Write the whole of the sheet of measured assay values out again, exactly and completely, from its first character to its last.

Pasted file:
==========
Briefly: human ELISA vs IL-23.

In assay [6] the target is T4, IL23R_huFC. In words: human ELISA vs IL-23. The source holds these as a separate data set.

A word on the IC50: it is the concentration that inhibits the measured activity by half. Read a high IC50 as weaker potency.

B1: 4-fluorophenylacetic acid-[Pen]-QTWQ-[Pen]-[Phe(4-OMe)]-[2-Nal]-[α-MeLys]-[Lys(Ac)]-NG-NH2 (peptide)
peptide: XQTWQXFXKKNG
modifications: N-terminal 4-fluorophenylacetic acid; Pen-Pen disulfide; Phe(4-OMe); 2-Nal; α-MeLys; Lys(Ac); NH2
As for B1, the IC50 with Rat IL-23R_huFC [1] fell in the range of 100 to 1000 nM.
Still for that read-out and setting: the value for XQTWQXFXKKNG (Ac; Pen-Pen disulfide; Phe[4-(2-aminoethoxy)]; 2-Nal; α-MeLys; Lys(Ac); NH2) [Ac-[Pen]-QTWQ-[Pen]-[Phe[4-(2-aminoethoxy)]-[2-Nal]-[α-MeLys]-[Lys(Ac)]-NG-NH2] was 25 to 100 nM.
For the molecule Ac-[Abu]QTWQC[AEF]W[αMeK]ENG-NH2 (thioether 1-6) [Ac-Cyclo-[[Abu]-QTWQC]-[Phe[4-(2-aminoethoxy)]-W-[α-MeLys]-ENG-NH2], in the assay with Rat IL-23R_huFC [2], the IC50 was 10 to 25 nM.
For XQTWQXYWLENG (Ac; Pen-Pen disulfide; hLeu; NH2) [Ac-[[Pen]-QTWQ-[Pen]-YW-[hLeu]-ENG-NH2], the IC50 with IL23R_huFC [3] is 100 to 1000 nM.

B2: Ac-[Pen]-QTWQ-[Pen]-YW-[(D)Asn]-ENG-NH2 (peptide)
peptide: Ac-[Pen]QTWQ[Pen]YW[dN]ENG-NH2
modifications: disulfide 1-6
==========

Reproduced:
Briefly: human ELISA vs IL-23.

In assay [6] the target is T4, IL23R_huFC. In words: human ELISA vs IL-23. The source holds these as a separate data set.

A word on the IC50: it is the concentration that inhibits the measured activity by half. Read a high IC50 as weaker potency.

B1: 4-fluorophenylacetic acid-[Pen]-QTWQ-[Pen]-[Phe(4-OMe)]-[2-Nal]-[α-MeLys]-[Lys(Ac)]-NG-NH2 (peptide)
peptide: XQTWQXFXKKNG
modifications: N-terminal 4-fluorophenylacetic acid; Pen-Pen disulfide; Phe(4-OMe); 2-Nal; α-MeLys; Lys(Ac); NH2
As for B1, the IC50 with Rat IL-23R_huFC [1] fell in the range of 100 to 1000 nM.
Still for that read-out and setting: the value for XQTWQXFXKKNG (Ac; Pen-Pen disulfide; Phe[4-(2-aminoethoxy)]; 2-Nal; α-MeLys; Lys(Ac); NH2) [Ac-[Pen]-QTWQ-[Pen]-[Phe[4-(2-aminoethoxy)]-[2-Nal]-[α-MeLys]-[Lys(Ac)]-NG-NH2] was 25 to 100 nM.
For the molecule Ac-[Abu]QTWQC[AEF]W[αMeK]ENG-NH2 (thioether 1-6) [Ac-Cyclo-[[Abu]-QTWQC]-[Phe[4-(2-aminoethoxy)]-W-[α-MeLys]-ENG-NH2], in the assay with Rat IL-23R_huFC [2], the IC50 was 10 to 25 nM.
For XQTWQXYWLENG (Ac; Pen-Pen disulfide; hLeu; NH2) [Ac-[[Pen]-QTWQ-[Pen]-YW-[hLeu]-ENG-NH2], the IC50 with IL23R_huFC [3] is 100 to 1000 nM.

B2: Ac-[Pen]-QTWQ-[Pen]-YW-[(D)Asn]-ENG-NH2 (peptide)
peptide: Ac-[Pen]QTWQ[Pen]YW[dN]ENG-NH2
modifications: disulfide 1-6